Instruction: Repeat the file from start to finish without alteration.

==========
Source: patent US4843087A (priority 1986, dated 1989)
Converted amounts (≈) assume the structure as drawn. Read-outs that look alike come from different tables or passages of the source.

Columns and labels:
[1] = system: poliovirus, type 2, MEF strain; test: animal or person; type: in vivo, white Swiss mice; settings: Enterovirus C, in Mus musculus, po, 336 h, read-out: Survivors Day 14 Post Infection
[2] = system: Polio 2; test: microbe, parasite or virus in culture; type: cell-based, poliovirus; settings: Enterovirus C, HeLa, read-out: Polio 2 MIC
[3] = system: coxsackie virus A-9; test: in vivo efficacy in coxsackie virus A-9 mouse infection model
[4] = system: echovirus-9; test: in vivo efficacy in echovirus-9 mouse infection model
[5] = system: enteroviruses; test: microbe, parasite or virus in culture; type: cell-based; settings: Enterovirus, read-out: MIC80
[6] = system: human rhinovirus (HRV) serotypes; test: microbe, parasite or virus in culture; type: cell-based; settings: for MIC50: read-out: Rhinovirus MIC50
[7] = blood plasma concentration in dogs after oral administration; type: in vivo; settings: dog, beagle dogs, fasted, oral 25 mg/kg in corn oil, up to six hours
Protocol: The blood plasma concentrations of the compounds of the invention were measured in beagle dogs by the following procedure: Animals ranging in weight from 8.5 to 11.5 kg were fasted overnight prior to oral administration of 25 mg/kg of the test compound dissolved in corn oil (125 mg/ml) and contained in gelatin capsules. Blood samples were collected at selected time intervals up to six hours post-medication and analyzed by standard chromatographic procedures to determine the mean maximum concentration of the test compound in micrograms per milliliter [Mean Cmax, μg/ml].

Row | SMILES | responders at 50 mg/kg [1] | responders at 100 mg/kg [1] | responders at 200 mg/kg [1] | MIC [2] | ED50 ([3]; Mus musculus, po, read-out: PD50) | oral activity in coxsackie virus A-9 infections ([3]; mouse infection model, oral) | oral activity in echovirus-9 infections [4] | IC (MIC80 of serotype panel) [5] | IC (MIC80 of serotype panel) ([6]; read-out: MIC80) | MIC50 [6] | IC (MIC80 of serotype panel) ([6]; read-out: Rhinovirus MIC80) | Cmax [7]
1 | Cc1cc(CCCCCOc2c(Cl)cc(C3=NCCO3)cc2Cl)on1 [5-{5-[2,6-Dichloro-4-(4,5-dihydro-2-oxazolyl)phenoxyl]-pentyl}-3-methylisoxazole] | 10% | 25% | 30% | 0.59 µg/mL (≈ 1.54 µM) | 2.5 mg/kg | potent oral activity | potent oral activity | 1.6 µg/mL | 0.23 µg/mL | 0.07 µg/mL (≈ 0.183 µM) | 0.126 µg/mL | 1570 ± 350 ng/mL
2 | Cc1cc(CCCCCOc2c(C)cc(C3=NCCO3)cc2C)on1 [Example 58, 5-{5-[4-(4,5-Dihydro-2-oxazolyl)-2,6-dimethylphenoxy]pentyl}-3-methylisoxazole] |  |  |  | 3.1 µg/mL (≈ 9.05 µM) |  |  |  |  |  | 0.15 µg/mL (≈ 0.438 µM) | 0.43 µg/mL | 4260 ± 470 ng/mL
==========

Source: patent US4843087A (priority 1986, dated 1989)
Converted amounts (≈) assume the structure as drawn. Read-outs that look alike come from different tables or passages of the source.

Columns and labels:
[1] = system: poliovirus, type 2, MEF strain; test: animal or person; type: in vivo, white Swiss mice; settings: Enterovirus C, in Mus musculus, po, 336 h, read-out: Survivors Day 14 Post Infection
[2] = system: Polio 2; test: microbe, parasite or virus in culture; type: cell-based, poliovirus; settings: Enterovirus C, HeLa, read-out: Polio 2 MIC
[3] = system: coxsackie virus A-9; test: in vivo efficacy in coxsackie virus A-9 mouse infection model
[4] = system: echovirus-9; test: in vivo efficacy in echovirus-9 mouse infection model
[5] = system: enteroviruses; test: microbe, parasite or virus in culture; type: cell-based; settings: Enterovirus, read-out: MIC80
[6] = system: human rhinovirus (HRV) serotypes; test: microbe, parasite or virus in culture; type: cell-based; settings: for MIC50: read-out: Rhinovirus MIC50
[7] = blood plasma concentration in dogs after oral administration; type: in vivo; settings: dog, beagle dogs, fasted, oral 25 mg/kg in corn oil, up to six hours
Protocol: The blood plasma concentrations of the compounds of the invention were measured in beagle dogs by the following procedure: Animals ranging in weight from 8.5 to 11.5 kg were fasted overnight prior to oral administration of 25 mg/kg of the test compound dissolved in corn oil (125 mg/ml) and contained in gelatin capsules. Blood samples were collected at selected time intervals up to six hours post-medication and analyzed by standard chromatographic procedures to determine the mean maximum concentration of the test compound in micrograms per milliliter [Mean Cmax, μg/ml].

Row | SMILES | responders at 50 mg/kg [1] | responders at 100 mg/kg [1] | responders at 200 mg/kg [1] | MIC [2] | ED50 ([3]; Mus musculus, po, read-out: PD50) | oral activity in coxsackie virus A-9 infections ([3]; mouse infection model, oral) | oral activity in echovirus-9 infections [4] | IC (MIC80 of serotype panel) [5] | IC (MIC80 of serotype panel) ([6]; read-out: MIC80) | MIC50 [6] | IC (MIC80 of serotype panel) ([6]; read-out: Rhinovirus MIC80) | Cmax [7]
1 | Cc1cc(CCCCCOc2c(Cl)cc(C3=NCCO3)cc2Cl)on1 [5-{5-[2,6-Dichloro-4-(4,5-dihydro-2-oxazolyl)phenoxyl]-pentyl}-3-methylisoxazole] | 10% | 25% | 30% | 0.59 µg/mL (≈ 1.54 µM) | 2.5 mg/kg | potent oral activity | potent oral activity | 1.6 µg/mL | 0.23 µg/mL | 0.07 µg/mL (≈ 0.183 µM) | 0.126 µg/mL | 1570 ± 350 ng/mL
2 | Cc1cc(CCCCCOc2c(C)cc(C3=NCCO3)cc2C)on1 [Example 58, 5-{5-[4-(4,5-Dihydro-2-oxazolyl)-2,6-dimethylphenoxy]pentyl}-3-methylisoxazole] |  |  |  | 3.1 µg/mL (≈ 9.05 µM) |  |  |  |  |  | 0.15 µg/mL (≈ 0.438 µM) | 0.43 µg/mL | 4260 ± 470 ng/mL